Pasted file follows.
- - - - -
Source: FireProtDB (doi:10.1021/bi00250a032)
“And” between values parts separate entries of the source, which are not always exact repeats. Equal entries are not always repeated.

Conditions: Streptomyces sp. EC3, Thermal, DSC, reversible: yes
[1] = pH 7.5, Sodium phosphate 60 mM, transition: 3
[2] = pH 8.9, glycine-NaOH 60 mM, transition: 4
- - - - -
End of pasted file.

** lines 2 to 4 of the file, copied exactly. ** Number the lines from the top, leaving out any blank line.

“And” between values parts separate entries of the source, which are not always exact repeats. Equal entries are not always repeated.

Conditions: Streptomyces sp. EC3, Thermal, DSC, reversible: yes
[1] = pH 7.5, Sodium phosphate 60 mM, transition: 3